They will then prescribe an exercise regime designed to strengthen your core muscles in your abdomen, back, and pelvis. As these muscles grow stronger, your spine will become more supported, and the pain should decrease.Your physio may also provide hands-on techniques such as massage and mobilization (slow and gentle movements).
Change Your Mattress
We spend a significant portion of our lives lying in our beds asleep. So, the type of mattress we choose is extremely important. Sleeping on a sagging mattress or a mattress that is too soft can make lower back pain much worse. Plus, it can even cause lower back pain in otherwise healthy people.
So, if lower back pain has become an issue for you, it’s time to look at your mattress and consider upgrading to a new one. Most people find relief in a medium to firm mattress that supports the spine while also taking pressure off the hips and other joints.
Invest in a Back Brace
Back braces are commonly used after spinal surgery. However, they can also provide comfort and support and reduce pain in women with chronic menopause-related back pain.
A back brace helps to keep your spine correctly aligned, reducing the risk of twisting and pulling. It also aligns your spine and corrects poor posture, which can make back pain worse.
Consult a Chiropractor
A chiropractor is a specialist in musculoskeletal issues such as those that affect the lower back. Chiropractors use a range of adjustment techniques to improve joint mobility, realign the spine, and reduce pain.
In some cases, a single session can bring immediate relief. However, you may need repeated treatment over weeks or months to address the underlying cause of your lower back pain.
As we learned earlier in this post, vitamin D plays a huge role in keeping our bones and muscles healthy. And unfortunately, the majority of us don’t get enough of this vital nutrient.
So, supplementing with vitamin D has never been more important than it is during your menopausal years.
For the best results, I recommend a high-dose vitamin D supplement with added vitamin K2. K2 works alongside vitamin D to metabolize calcium and prevent it from depositing inside the arteries. This allows your body to use the bioavailable calcium to improve bone density.
Magnesium is another important nutrient that many people don’t get enough of. Magnesium helps to relieve muscle tension and reduce the severity and frequency of muscle spasms. So, supplementing with magnesium can help to reduce lower back pain in certain people.
Hormone replacement therapy (HRT) can help with all kinds of menopause symptoms, including lower back pain. It works by replacing declining estrogen and progesterone with synthetic versions of these hormones.
Many women notice a reduction in lower back pain while taking HRT. However, this line of treatment isn’t for everyone. Recent research has shown that HRT increases the risk of certain cancers, heart disease, and stroke.
Many symptoms of menopause can taper off or disappear completely in the postmenopausal phase. But unfortunately, lower back pain is a symptom that tends to stick around.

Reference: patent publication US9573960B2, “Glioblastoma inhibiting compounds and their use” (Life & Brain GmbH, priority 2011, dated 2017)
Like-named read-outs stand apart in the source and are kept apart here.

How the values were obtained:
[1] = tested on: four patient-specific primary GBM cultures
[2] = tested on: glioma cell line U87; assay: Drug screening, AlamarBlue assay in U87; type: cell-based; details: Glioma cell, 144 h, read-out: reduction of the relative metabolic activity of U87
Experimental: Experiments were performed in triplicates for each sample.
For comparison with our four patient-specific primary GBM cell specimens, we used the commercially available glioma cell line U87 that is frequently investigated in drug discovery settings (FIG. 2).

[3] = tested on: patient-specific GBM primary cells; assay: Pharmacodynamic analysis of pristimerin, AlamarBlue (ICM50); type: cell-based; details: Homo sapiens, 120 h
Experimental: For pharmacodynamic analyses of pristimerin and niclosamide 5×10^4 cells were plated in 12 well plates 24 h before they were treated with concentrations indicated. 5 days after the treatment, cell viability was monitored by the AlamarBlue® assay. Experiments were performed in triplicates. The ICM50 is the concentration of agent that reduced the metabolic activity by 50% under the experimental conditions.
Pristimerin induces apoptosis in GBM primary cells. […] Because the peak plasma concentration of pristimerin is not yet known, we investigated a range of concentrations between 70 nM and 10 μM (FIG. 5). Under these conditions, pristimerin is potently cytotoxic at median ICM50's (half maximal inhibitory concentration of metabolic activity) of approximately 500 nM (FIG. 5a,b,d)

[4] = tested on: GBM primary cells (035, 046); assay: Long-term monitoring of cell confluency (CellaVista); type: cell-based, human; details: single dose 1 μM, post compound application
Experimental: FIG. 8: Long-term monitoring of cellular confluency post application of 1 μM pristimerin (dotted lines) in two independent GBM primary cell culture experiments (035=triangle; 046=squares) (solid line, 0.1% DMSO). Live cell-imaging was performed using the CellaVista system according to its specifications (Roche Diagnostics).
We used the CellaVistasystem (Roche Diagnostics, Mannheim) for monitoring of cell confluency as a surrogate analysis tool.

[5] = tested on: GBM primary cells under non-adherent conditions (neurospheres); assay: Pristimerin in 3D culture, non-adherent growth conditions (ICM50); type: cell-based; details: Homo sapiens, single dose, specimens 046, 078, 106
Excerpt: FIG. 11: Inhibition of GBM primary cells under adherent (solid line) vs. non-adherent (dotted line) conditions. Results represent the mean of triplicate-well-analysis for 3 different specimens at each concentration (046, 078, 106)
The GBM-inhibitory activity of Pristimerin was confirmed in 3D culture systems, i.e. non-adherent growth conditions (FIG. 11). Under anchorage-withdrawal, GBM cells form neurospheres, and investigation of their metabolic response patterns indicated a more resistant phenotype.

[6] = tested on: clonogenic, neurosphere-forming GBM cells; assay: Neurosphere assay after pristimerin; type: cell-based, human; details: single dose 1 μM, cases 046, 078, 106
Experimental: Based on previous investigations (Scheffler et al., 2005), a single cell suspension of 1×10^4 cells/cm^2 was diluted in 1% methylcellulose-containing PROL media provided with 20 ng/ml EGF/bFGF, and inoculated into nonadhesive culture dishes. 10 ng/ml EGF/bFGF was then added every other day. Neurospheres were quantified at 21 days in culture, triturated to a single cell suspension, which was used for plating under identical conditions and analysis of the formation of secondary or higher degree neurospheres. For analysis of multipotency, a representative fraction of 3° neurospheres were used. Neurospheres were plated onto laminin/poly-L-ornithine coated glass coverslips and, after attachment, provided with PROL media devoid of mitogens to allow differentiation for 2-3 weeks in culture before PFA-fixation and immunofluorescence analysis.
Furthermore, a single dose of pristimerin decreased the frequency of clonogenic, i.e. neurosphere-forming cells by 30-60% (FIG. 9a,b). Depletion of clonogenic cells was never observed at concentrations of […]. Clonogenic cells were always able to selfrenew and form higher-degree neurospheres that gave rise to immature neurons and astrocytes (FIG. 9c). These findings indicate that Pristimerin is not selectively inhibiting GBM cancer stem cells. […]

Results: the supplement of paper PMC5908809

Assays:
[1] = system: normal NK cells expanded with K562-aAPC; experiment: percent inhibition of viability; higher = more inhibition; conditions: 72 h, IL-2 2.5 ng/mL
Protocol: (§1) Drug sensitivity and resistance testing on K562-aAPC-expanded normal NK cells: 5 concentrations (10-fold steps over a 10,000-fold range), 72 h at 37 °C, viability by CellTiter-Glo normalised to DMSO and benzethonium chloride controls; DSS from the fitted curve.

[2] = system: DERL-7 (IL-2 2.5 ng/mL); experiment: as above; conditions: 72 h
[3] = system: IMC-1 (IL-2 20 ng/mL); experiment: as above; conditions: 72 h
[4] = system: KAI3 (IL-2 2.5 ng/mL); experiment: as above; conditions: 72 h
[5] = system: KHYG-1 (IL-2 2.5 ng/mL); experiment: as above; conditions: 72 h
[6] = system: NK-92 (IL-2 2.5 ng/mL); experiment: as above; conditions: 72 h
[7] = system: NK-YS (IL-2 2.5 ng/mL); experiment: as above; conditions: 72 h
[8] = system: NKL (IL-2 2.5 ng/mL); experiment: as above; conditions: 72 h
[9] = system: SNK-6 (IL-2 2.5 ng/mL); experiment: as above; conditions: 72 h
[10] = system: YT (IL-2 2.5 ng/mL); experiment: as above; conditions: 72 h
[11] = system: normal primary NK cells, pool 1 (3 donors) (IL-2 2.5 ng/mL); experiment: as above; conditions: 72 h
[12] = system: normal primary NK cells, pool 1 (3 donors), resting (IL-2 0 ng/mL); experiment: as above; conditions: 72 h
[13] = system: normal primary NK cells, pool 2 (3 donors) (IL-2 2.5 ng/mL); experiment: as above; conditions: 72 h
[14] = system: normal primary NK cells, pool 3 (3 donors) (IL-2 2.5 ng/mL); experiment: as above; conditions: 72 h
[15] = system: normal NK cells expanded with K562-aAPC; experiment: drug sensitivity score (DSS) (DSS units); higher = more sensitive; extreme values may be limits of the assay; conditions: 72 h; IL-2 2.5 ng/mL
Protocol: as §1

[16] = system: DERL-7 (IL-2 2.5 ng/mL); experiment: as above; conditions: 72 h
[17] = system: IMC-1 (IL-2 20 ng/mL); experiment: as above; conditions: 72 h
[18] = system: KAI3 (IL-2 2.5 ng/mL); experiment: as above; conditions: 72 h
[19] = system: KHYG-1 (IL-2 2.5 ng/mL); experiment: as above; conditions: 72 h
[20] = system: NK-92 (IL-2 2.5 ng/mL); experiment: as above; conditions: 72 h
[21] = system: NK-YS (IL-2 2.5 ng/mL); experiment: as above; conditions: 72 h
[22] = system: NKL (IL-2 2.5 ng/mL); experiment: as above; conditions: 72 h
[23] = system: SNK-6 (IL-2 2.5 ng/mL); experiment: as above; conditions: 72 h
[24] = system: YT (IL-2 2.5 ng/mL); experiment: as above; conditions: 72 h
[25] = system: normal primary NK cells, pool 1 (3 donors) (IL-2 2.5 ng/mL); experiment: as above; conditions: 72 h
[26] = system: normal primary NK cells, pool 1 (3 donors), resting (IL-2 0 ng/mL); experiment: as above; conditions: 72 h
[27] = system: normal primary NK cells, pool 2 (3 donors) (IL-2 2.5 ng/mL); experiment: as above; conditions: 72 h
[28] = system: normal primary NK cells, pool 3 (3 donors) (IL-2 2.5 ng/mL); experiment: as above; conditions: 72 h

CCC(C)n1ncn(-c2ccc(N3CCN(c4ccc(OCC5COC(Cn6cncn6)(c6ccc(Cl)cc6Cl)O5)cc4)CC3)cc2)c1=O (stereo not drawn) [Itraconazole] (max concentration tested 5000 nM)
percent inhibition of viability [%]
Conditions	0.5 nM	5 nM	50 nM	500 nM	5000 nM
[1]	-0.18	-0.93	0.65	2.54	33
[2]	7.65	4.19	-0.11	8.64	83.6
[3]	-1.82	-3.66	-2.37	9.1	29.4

Bone loss and weakness are ongoing problems for many women, and without proper treatment, they tend to get worse, not better, over time.
However, I have personally found a lot of relief using the interventions I’ve listed above, and many other women have reported the same improvements. So, if lower back pain is getting you down, don’t give up hope. With the right tools and support, you can see significant positive change.
Unfortunately, yes. A decline in bone density due to a lack of estrogen can cause issues in various parts of the body, not just in the lower back. Other areas that are commonly affected include the hips, shoulders, and knees.
Lower back pain is a common complaint among middle-aged women. That’s because a dip in estrogen has a knock-on effect on the health of your bones. This can lead to all kinds of musculoskeletal issues, including pain in the lumbar region of the spine.
So, if you’re experiencing pain in this area, menopause could be to blame.
There are several nonmedical therapies, lifestyle interventions, and supplements that can reduce your symptoms. However, the first step in finding relief from lower back pain is to speak to your doctor or health care provider. They can assess your symptoms, identify the underlying cause, and find a treatment plan that works for you.
- Low back pain in women before and after menopause – PMC (nih.gov)
- Estrogen and bone health in men and women – PubMed (nih.gov)
- Osteoblasts & Osteoclasts: Function, Purpose & Anatomy (clevelandclinic.org)
- Vitamin D Deficiency: Causes, Symptoms & Treatment (clevelandclinic.org)
- A Simple Guide For When to Use Heat or Cold Therapy to Treat Lower Back Pain (healthmatch.io)
- Yoga for Back Pain: 10 Poses to Try, Why It Works, and More (healthline.com)
- Should you see a chiropractor for low back pain? – Harvard Health
- The role of magnesium in pain – Magnesium in the Central Nervous System – NCBI Bookshelf (nih.gov)